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              Ultrastructural Localization of Dominantly Increased Fibronectin in the Markedly Thickened Glomerular Basement Membrane in a Selectively Mated Murine High IgA Strain (HIGA Mice)

              To clarify which matrix component(s) contributes to glomerular sclerosis with mesangial IgA deposits in a murine high serum IgA strain (HIGA) derived from ddY mice, morphological and immunopathological analyses of glomeruli were performed in comparison with original ddY and BALB/c mice as controls. Significantly increased thickness of the glomerular basement membrane (GBM), especially the lamina densa, was observed in HIGA mice. Immunofluorescent staining showed marked increases in levels of fibronectin and laminin in both the mesangium and capillary wall in aged HIGA mice. Analysis of the distribution of immunogold-labeled antibody in GBM revealed a significant increase (p < 0.0001) and specific orientation of fibronectin in the endothelial side, which suggested that mesangial fibronectin produced at high levels due to IgA deposition extended to the endothelial side of GBM and contributed to the thickening of GBM with further development to glomerulosclerosis in the HIGA mice.
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                Author and article information

                Journal
                NEF
                Nephron
                10.1159/issn.1660-8151
                Nephron
                S. Karger AG
                1660-8151
                2235-3186
                2001
                2001
                25 July 2001
                : 88
                : 4
                : 368-375
                Affiliations
                aDepartment of Cardiovascular Medicine, Kyoto University, Graduate School of Medicine, Kyoto; bResearch Laboratories, Nippon Shinyaku Co. Ltd., Kyoto; cDivision of Nephrology, Medical Research Institute,Kitano Hospital, Osaka, Japan
                Article
                46022 Nephron 2001;88:368–375
                10.1159/000046022
                11474233
                © 2001 S. Karger AG, Basel

                Copyright: All rights reserved. No part of this publication may be translated into other languages, reproduced or utilized in any form or by any means, electronic or mechanical, including photocopying, recording, microcopying, or by any information storage and retrieval system, without permission in writing from the publisher. Drug Dosage: The authors and the publisher have exerted every effort to ensure that drug selection and dosage set forth in this text are in accord with current recommendations and practice at the time of publication. However, in view of ongoing research, changes in government regulations, and the constant flow of information relating to drug therapy and drug reactions, the reader is urged to check the package insert for each drug for any changes in indications and dosage and for added warnings and precautions. This is particularly important when the recommended agent is a new and/or infrequently employed drug. Disclaimer: The statements, opinions and data contained in this publication are solely those of the individual authors and contributors and not of the publishers and the editor(s). The appearance of advertisements or/and product references in the publication is not a warranty, endorsement, or approval of the products or services advertised or of their effectiveness, quality or safety. The publisher and the editor(s) disclaim responsibility for any injury to persons or property resulting from any ideas, methods, instructions or products referred to in the content or advertisements.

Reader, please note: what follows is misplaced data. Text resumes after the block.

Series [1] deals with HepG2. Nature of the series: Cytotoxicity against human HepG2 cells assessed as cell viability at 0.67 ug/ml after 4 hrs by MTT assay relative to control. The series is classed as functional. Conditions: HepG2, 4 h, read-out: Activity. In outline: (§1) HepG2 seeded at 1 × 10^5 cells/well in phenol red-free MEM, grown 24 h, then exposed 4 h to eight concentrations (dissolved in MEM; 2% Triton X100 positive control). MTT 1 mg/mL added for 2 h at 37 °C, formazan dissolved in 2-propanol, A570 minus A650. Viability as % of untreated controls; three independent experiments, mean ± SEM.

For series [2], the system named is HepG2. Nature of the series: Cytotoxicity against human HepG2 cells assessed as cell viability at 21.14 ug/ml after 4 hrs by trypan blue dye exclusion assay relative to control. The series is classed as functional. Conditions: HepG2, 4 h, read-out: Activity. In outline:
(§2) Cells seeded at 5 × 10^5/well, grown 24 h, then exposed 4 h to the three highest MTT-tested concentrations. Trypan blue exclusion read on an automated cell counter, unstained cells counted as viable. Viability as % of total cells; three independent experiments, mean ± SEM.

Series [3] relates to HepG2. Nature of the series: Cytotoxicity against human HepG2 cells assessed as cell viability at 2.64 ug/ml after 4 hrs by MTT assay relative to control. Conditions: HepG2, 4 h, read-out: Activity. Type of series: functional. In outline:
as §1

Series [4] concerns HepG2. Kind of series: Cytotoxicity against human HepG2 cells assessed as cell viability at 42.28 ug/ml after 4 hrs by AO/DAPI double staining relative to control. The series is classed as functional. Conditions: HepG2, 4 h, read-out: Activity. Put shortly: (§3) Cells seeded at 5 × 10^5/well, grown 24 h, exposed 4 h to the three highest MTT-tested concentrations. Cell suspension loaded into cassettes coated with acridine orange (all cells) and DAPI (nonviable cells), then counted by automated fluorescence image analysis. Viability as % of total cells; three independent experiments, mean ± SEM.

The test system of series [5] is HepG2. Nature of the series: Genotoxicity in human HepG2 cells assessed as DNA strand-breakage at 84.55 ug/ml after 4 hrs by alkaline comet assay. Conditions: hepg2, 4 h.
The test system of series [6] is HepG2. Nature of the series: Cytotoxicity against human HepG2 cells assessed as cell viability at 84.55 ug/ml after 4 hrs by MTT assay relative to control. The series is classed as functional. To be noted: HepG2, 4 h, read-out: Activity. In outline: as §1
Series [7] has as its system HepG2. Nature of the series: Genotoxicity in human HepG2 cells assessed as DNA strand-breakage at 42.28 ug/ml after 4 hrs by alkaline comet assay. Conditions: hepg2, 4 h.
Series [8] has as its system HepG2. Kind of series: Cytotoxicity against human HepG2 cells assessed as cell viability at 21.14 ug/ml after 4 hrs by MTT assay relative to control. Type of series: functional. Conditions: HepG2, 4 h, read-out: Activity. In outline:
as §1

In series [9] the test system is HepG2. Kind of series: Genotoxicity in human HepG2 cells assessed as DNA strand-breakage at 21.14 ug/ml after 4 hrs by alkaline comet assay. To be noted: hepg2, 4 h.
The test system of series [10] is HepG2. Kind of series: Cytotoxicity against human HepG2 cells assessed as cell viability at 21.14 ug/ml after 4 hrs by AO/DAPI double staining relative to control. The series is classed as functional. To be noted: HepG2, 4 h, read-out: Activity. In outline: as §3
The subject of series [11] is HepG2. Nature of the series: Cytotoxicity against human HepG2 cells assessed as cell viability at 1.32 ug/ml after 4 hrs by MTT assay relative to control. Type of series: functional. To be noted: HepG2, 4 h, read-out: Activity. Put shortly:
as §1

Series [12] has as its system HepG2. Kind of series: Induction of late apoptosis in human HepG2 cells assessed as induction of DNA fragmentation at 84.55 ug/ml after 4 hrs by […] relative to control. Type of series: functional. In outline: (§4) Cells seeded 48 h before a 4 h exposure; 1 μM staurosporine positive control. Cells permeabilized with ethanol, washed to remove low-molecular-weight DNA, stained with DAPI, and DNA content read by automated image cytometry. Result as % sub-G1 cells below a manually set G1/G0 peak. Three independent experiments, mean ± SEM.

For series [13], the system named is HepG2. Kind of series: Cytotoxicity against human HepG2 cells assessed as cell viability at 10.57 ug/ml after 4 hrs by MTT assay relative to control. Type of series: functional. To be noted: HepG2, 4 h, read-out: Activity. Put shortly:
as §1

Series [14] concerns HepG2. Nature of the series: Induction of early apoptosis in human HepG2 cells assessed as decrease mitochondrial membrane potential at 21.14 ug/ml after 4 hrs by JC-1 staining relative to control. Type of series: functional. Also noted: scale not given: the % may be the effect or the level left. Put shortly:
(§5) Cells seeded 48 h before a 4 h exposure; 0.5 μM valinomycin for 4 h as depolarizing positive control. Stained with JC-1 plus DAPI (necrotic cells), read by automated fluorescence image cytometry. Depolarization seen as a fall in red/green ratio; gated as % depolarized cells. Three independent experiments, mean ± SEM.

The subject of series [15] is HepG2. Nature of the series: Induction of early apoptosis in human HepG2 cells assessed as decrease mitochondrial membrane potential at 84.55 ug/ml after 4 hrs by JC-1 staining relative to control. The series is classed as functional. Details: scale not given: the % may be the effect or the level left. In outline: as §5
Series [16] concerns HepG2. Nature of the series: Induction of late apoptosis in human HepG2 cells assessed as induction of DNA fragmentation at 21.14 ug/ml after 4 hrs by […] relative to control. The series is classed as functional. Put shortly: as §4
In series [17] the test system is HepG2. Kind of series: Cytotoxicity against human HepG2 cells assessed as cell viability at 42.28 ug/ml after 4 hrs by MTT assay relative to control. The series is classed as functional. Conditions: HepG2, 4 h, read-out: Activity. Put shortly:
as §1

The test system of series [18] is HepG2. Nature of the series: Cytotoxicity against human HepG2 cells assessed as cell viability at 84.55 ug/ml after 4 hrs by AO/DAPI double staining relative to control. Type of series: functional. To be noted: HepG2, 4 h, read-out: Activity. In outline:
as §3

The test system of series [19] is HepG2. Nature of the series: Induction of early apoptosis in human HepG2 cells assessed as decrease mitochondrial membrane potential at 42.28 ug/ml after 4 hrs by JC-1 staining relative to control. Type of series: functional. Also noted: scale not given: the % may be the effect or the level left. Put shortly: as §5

Page count
                Figures: 3, Tables: 3, References: 31, Pages: 8
                Product
                Self URI (application/pdf): https://www.karger.com/Article/Pdf/46022